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Infectious complication of tonsillitis or pharyngitis resulting in an accumulation of purulence in the tonsillar fossa; also referred to as “quinsy”
- Most common deep space infection of head and neck
- Seen most commonly in adolescents but occasionally in younger children
Abscess formation can often be prevented if appropriate antimicrobial therapy is initiated while the infection is still at the cellulitis stage.
- Infectious tonsillopharyngitis progresses from cellulitis to abscess.
- The infection starts in the intratonsillar fossa, which is situated between the upper pole and the body of the tonsil and eventually extends around the tonsil.
- The abscess is a suppuration outside the tonsillar capsule, in proximity to the upper pole of the tonsil, involving the soft palate.
- Purulence usually collects within one tonsillar fossa but it may be bilateral.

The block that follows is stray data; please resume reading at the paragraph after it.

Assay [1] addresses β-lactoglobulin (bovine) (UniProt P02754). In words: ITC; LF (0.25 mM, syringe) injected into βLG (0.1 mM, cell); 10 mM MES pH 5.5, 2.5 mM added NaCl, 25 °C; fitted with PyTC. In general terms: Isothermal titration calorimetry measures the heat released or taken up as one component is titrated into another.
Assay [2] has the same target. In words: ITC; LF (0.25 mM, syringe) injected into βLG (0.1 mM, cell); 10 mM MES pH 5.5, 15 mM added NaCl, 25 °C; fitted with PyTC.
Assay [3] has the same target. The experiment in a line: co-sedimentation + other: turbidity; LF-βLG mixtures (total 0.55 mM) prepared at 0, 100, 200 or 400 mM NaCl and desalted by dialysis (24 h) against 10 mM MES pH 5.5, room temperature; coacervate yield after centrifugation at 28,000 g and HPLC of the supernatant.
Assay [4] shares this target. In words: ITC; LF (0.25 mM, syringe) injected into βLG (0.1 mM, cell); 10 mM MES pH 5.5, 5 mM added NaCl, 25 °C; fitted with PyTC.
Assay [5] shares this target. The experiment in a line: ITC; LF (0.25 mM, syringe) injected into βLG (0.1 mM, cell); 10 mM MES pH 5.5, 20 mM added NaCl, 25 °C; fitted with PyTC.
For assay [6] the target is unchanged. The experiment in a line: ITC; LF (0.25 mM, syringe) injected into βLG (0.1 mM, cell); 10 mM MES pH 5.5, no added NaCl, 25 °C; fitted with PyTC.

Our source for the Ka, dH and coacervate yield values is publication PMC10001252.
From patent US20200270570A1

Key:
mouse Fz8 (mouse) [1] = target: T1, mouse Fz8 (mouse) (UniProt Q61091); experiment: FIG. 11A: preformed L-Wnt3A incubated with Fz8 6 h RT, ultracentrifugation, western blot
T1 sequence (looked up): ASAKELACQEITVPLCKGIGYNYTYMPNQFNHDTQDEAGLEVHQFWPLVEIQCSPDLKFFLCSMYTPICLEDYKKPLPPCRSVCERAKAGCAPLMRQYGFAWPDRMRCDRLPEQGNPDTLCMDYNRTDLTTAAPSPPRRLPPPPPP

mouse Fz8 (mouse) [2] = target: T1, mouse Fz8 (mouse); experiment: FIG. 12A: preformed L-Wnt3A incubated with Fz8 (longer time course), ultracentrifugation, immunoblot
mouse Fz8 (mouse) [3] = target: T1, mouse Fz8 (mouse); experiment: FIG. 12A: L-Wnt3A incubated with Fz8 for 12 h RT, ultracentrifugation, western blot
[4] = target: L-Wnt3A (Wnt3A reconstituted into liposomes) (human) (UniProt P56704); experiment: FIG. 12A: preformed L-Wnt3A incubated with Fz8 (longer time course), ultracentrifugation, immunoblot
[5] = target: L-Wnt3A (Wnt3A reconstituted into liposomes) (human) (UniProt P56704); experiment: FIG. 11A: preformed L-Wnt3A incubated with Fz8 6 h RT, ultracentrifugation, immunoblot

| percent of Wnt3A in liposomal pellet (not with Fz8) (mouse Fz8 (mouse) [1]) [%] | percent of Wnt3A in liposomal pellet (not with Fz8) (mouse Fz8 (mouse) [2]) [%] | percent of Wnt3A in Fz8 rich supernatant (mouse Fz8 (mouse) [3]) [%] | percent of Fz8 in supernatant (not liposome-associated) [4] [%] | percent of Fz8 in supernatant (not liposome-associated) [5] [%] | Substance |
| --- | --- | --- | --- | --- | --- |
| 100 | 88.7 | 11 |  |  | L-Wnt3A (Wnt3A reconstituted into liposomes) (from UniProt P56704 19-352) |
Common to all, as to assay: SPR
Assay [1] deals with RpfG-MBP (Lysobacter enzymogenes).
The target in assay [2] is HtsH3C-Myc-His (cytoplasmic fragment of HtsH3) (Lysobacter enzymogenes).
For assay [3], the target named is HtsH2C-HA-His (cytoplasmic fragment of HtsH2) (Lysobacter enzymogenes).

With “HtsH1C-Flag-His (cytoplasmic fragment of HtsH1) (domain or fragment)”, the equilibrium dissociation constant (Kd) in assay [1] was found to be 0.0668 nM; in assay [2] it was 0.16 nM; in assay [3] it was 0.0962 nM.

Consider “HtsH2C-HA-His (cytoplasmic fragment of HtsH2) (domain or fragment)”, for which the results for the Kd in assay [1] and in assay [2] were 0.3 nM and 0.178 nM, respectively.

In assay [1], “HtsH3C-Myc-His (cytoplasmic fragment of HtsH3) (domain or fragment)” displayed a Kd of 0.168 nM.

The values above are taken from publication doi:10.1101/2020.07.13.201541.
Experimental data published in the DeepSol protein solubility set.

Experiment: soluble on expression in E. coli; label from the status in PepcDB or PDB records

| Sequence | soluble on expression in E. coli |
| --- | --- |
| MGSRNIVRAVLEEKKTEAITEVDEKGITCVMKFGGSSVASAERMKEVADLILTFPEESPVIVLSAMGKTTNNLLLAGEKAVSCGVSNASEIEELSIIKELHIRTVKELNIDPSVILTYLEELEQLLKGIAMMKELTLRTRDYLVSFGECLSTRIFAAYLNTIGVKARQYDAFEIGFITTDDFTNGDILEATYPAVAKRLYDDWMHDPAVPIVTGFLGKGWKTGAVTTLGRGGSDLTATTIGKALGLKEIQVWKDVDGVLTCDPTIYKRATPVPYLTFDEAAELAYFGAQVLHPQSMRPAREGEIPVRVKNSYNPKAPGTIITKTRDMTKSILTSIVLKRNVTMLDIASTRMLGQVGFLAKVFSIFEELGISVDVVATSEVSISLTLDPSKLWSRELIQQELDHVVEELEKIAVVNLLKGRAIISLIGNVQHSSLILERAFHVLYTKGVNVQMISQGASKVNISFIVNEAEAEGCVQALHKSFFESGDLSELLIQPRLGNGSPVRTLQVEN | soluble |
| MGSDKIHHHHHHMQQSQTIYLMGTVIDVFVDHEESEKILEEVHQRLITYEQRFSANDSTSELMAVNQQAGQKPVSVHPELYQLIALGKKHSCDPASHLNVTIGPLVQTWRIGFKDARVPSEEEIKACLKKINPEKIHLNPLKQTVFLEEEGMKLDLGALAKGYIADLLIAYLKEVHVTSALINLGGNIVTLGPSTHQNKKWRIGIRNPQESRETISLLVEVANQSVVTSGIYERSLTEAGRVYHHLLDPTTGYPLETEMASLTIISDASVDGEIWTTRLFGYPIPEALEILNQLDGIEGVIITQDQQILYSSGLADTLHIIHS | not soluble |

- The pterygoid musculature may become irritated by pus and inflammation, which leads to the clinical finding of trismus.
- Tonsillar and peritonsillar edema may lead to compromise of the upper airway.
- Most abscesses are polymicrobial.
- Group A β-hemolytic streptococci (GABHS) is the most common bacterium isolated.
- α-Hemolytic streptococci is the second most common bacterium reported in most studies.
- Staphylococcus aureus
- Anaerobic bacteria play an important role:
- Possible synergy between anaerobes and GABHS
- Gram-negatives such as Haemophilus influenzae and, more rarely, Pseudomonas species may be isolated.
Commonly Associated Conditions
- Tonsillitis or pharyngitis usually precedes its development.
- Peritonsillar cellulitis is often associated with infectious mononucleosis.